Regarding flight schools——Brown said he found no evidence of economic benefit. "But we don't really know," he said. "I can't see why the city commissioned a... study that couldn't provide that information. That seems like a waste of money."

Do non-aviation businesses subsidize the airports's aviation side? Trimborn acknowledged the non-aviation side generates more revenue, while bills are paid out of the total revenue pool.

"We don't differentiate one pot from another," he said. "Revenues [from all sources] go into the airport fund and are used to maintain and improve the airport."

Non Pilot Bob March 19, 2012 at 07:14 PM
Looks like the beginning of something the community has been attempting to find out for years. Hopefully - More will be revealed
MikeInMarVista March 19, 2012 at 11:51 PM
So an airport for the ultra-rich that's best known for noise, pollution and safety concerns is COSTING taxpayers more than $272,000 a year? Time to get rid of this albatross.
Greg Fry March 20, 2012 at 04:12 AM
Precisely! Why should anyone subsidize the multi-millionaires who use this place without the slightest concern for the mess and misery they make for everyone around them? 2015 should be the absolute outside limit for this white elephant to shut down for good--and if it goes bankrupt and closes before that, so much the better!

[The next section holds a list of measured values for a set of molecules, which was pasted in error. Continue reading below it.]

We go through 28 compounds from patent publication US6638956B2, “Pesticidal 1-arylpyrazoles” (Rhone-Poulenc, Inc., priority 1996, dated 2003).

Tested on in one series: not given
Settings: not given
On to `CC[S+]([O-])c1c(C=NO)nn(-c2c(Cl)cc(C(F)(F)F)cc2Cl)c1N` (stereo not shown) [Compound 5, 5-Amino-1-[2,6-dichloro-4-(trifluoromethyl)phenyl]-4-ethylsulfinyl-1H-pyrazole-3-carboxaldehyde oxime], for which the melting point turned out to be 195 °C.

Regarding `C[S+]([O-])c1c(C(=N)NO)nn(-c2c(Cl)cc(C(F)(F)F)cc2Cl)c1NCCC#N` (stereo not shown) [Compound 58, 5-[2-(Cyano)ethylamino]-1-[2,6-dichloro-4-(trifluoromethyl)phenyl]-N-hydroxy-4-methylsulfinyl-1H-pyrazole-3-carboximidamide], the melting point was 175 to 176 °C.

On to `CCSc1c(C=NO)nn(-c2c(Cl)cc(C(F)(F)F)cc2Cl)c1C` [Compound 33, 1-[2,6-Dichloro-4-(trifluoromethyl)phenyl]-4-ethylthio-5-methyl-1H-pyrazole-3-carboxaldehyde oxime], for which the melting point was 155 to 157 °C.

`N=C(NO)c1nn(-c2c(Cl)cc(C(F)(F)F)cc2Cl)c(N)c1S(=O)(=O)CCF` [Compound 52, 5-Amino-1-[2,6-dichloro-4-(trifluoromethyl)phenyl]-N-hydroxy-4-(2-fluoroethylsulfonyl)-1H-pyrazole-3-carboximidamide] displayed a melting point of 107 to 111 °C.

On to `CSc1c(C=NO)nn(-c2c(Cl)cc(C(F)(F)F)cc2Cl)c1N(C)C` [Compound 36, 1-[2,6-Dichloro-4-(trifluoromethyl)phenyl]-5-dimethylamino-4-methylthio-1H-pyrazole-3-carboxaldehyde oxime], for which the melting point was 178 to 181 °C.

Deborah March 20, 2012 at 07:21 AM
Do Richard Brown and David Goddard, the SM Airport Commissioners, have any power? Any voice? The quotes attributed to Airport Director Bob Trimborn ("his department provides budget projections to the City Manager and Finance Department; they decide how the budget is presented to the City Council; he does not plan to analyze Goddard's numbers," make it sound like they are completely out of the loop, and it will be business as usual.